I had played around a little bit with running power by using my Cyclops PowerCal Heart Rate Monitor which was kind of interesting. The problem was I had to run with my Garmin in biking mode all the time. Not something I really wanted to do since I would miss out on the other running-specific data. Then Garmin came out with the HRM-Runs’ running analytics which I thought was better data than just having power.

The Stryd Running Power Meter

The Stryd unit seemed to be the one that was getting the most attention and it had gone through a few iterations of its product already. It started out as a little widget that you clip on your shorts, then it turned into a heart rate strap and now it is a little foot pod. It finally seemed like they were stabilized a bit, so I decided to “pull-the-trigger” and order one. It took a few months to arrive.

I am glad I waited because the HR strap looks like it sticks out a bit and would look very strange bulging out of your shirt. One advantage of the HR strap one was that it measured power in 3 planes, vertical, horizontal and lateral, whereas the footpod only measures the first two. I don’t think this is a big deal for me since I think I am a pretty efficient runner thanks to my Chirunning practice.

I have had the Stryd footpod now for a few months now and feel I have some initial impressions of it. I say few months because I had to send it back to be replaced already since the tab where it clips to its back clip broke off. It doesn’t seem like there is much really to grab onto there. While it still held in place on my laces, I was a little leery it was going to fall off sometime. The folks at Stryd quickly replaced the unit and got me back and running again. Pun intended.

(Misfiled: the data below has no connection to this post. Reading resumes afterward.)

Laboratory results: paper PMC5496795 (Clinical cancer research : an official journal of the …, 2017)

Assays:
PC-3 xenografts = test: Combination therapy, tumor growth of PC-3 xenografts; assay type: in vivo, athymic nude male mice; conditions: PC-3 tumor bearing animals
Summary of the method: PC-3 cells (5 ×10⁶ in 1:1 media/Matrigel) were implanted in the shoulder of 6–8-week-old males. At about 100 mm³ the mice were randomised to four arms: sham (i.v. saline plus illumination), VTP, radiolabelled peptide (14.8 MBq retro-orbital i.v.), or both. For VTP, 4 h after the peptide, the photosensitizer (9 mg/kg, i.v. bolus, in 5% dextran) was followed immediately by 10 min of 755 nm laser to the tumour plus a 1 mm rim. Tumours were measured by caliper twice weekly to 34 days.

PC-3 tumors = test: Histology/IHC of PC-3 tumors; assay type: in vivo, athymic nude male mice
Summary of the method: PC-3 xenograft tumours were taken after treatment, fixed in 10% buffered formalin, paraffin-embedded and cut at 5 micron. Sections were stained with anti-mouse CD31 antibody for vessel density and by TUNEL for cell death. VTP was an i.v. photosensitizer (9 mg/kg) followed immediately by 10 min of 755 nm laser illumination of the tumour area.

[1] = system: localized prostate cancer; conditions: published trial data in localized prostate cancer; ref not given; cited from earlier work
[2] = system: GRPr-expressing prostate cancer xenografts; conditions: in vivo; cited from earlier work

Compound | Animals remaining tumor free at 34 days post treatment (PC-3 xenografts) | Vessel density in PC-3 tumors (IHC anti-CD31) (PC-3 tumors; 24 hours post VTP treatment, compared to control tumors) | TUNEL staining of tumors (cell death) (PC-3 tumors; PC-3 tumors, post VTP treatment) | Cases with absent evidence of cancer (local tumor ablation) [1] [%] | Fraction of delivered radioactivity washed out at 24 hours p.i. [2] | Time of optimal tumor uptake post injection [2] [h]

Stryd Power Footpod broken 1

Stryd Power Footpod broken 1

Collecting the Data

I started reading Jim Vance’s “Running with Power” book while I was training with the unit. I had already read Vance’s previous book “Triathlon 2.0” which I really liked, but I felt the Running with Power book was not quite as good. Most of it was just a re-hashing of the other books’ concepts on Power for cycling. While there were a few new metrics, namely Efficiency Index or EI, that are different from cycling, I feel this book is a little premature at this point since the technology is still being figured out. Hopefully the “Running with Power 2.0” will be better.

One of the recommendations in Vance’s book was to just start running with the power meter and start collecting data. For the next couple of months,  I just ran with it and checked in on the numbers post-mortem of my runs.

After finally collecting several months of data I decided it was now time to analyze it. Well despite the fact that Jim Vance’s book stressed how essential the Efficiency Index (EI) metric was, none of the training sites, except for SportTracks even implemented it! Not even Training Peaks or Stryd! This is even though they published blog posts(here and here are just a couple examples) about Vances’ book and the metric itself. WTH? Also, SportTracks implemented only for individual activities so there was no way to track this metric over time.

Analyzing the Data